In Gov. Brown's emergency declaration statement for San Francisco read in part that the fires "now threaten damage to property, equipment, and resources of the San Francisco Public Utilities Commission."
Brown declared it an "imminent threat to critical infrastructure assets."
The fire threatens both power and water supply to San Francisco.
The city gets 85 percent of its water from the Yosemite-area Hetch Hetchy reservoir. So far, the water quality has not been impacted by the fire.
The Hetch Hetchy Reservoir is east of the fire area. There is fear that ash from the water could impact water quality or the water supply system.
Late Saturday, the San Francisco Public Utilities Commission reiterated that the fire has not interrupted normal water deliveries or impacted water quality from Hetch Hetchy Reservoir.
"The Hetch Hetchy Regional Water System continues to deliver high-quality water to 2.6 million water customers in San Francisco and throughout the Bay Area," the statement read.
So far, no one has been seriously hurt and 23 structures -- four of them homes -- have burned despite the massive size.
Still, the rugged terrain and hot weather conditions have proved to be terribly difficult for nearly 3,400 firefighters trying to contain the blaze located on the mountain rims of the Stanislaus National Forest.
"I'm a little shook up," said Groveland, Calif. resident Fred Faiella who had to find a safe place to sleep. "But it's in God's hands. I just gotta let what happens, happen."
Dense smoke from major California wildfires continues to pour into the Reno area, causing event cancellations to mount and local health officials to expand pollution warnings into Tuesday.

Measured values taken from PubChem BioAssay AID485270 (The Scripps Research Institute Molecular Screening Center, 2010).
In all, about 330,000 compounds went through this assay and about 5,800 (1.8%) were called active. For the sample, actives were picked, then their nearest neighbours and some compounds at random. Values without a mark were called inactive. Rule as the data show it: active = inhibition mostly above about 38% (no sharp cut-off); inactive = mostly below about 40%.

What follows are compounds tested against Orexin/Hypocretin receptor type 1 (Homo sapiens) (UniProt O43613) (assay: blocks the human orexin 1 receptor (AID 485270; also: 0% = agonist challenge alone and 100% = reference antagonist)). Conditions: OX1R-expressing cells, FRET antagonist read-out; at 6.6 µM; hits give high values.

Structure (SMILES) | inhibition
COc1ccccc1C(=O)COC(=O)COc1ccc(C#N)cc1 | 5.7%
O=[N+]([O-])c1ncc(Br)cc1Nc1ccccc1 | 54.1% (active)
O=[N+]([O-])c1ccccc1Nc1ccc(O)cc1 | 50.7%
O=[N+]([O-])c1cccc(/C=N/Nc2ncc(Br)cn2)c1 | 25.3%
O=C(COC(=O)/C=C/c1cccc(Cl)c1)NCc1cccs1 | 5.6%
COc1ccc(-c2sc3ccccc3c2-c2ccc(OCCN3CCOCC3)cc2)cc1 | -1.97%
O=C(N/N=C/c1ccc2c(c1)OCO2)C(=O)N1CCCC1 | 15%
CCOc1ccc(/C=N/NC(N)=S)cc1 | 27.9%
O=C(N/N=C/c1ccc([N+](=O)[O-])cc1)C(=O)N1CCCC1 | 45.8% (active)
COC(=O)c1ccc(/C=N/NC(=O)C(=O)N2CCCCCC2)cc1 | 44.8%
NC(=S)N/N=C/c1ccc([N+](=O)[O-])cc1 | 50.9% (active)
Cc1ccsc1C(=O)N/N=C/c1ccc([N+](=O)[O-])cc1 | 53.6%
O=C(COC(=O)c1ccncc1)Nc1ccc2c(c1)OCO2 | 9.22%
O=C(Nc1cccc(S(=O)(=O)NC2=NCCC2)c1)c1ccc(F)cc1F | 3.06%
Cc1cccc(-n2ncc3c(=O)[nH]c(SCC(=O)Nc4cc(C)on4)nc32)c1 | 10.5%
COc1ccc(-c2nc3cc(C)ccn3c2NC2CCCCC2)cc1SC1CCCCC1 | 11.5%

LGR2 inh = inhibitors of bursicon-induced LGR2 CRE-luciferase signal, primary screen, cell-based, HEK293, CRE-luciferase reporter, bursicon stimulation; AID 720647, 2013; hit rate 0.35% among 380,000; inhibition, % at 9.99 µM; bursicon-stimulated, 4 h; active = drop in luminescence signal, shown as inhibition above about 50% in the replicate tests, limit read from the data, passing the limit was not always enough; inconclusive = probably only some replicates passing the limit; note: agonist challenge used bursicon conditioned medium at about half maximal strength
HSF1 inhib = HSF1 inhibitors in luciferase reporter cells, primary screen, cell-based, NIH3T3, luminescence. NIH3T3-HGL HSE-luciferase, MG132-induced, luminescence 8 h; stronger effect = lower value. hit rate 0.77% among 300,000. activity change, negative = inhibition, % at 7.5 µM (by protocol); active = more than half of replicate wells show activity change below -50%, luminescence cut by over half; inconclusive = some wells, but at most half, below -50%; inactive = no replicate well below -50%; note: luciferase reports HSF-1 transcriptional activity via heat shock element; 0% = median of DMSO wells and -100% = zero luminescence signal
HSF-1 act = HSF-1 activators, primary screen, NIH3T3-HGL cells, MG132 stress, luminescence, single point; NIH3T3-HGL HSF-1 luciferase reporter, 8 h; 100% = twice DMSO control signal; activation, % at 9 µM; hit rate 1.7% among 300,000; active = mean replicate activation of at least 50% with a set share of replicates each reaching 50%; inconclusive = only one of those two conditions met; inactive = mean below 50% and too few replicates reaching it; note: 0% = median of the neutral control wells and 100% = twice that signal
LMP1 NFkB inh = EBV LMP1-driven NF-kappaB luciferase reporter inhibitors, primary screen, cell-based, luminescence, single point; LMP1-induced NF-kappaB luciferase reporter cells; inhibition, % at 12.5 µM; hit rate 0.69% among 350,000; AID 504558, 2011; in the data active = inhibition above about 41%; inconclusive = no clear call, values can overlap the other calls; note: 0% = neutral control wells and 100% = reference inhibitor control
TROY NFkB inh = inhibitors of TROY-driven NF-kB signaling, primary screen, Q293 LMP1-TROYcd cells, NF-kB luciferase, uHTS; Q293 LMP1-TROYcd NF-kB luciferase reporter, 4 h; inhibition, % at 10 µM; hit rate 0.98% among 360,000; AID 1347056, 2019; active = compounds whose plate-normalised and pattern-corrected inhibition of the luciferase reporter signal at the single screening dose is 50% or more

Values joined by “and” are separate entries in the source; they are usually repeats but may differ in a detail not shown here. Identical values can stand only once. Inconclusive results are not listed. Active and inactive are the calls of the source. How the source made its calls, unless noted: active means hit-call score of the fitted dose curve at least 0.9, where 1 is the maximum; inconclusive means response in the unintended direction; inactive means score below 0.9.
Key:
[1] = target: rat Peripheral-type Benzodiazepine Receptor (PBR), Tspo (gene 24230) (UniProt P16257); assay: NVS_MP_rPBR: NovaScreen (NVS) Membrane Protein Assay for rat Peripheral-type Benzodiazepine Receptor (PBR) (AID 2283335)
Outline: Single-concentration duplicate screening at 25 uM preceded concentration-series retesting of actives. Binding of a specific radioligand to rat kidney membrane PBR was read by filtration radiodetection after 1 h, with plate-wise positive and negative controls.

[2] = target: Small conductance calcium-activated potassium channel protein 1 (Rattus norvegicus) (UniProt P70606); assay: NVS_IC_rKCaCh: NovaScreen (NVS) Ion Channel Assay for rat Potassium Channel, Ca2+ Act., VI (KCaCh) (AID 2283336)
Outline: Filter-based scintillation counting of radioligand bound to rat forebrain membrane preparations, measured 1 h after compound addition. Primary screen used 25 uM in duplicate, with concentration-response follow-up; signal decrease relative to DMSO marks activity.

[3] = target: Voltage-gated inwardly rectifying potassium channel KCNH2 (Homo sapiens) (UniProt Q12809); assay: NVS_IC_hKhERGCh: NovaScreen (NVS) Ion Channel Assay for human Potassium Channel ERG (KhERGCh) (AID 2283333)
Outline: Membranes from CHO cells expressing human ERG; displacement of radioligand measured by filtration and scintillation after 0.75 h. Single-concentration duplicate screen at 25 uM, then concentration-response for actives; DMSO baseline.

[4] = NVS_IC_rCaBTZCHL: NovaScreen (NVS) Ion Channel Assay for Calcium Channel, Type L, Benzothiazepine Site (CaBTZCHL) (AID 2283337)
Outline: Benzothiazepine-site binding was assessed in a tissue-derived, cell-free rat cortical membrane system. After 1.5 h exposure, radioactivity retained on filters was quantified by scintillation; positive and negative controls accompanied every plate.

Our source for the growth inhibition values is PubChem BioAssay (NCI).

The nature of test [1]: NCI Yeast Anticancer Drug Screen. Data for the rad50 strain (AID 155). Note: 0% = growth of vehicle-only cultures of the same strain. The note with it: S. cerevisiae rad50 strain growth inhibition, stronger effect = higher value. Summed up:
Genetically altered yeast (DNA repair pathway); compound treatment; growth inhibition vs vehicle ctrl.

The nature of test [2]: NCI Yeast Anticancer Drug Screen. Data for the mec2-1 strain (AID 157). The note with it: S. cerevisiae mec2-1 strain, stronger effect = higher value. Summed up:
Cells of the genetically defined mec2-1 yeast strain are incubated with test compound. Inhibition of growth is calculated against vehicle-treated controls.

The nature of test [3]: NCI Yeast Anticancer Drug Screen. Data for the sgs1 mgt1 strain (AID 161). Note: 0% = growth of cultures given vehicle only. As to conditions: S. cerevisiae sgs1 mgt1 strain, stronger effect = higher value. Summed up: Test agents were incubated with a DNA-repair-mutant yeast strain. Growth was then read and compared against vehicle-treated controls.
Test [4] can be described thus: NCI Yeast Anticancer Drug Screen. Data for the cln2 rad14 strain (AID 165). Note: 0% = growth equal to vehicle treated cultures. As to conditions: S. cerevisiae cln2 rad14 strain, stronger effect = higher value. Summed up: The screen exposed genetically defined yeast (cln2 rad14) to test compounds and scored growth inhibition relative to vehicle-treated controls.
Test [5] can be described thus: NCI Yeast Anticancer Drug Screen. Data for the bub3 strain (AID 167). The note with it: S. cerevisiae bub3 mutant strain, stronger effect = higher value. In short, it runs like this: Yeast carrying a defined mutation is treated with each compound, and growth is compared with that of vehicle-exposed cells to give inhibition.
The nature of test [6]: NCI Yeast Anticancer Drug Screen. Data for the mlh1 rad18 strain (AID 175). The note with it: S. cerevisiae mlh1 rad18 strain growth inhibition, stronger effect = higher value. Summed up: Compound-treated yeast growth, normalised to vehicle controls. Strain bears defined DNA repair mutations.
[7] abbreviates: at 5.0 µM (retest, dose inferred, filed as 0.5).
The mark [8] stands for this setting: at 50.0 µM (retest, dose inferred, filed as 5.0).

Among the latest weekend events scrubbed were a fund-raising outdoor concert for cancer patients in Carson City, an outdoor family concert and a star-gazing party in the Minden area, and a Nevada-USF women's soccer game in Reno.
Care Flight air ambulance spokeswoman Temple Fletcher says the poor visibility also has prevented the Reno-based service from responding to some emergency calls across the region in the last couple of days.
The Washoe County Health District says the air quality index remained in the "unhealthy'' range around Reno as it hit the 158 mark mid-Saturday afternoon, down from 200 on Friday.
Another Berkeley camp, U.C Berkeley's Lair of the Bear, was not in the line of the fire despite rumors that it had burned down, according to the U.S. Forest Service.
News about the other camps in the region weren't exactly clear. Camp Tawonga had at least one structure burn over the weekend, but staff was able to save the Jewish camp's Torah by taking it to San Francisco by BART.
The fire spread to the very edges of Camp Mather, located at 35250 Mather Road near Groveland, this weekend and some minor damage was reported, according to Phil Ginsburg, the city's director of Recreation and Parks. However, no additional damage had been seen as of Sunday afternoon, and all structures remained intact, Ginsburg said in a statement released Sunday evening.
Two firefighting strike teams and a hand team are deployed at Camp Mather for structural defense, Ginsburg said.
San Jose officials said on Saturday that fire crews were still defending structures within the city's family camp, which was only around 7 miles away from where the fire started. As of Thursday, the fire had destroyed several tents on the camp's grounds, according to San Jose city officials.
Lisa Fernandez, Bay City News and the Associated Press contributed to this report.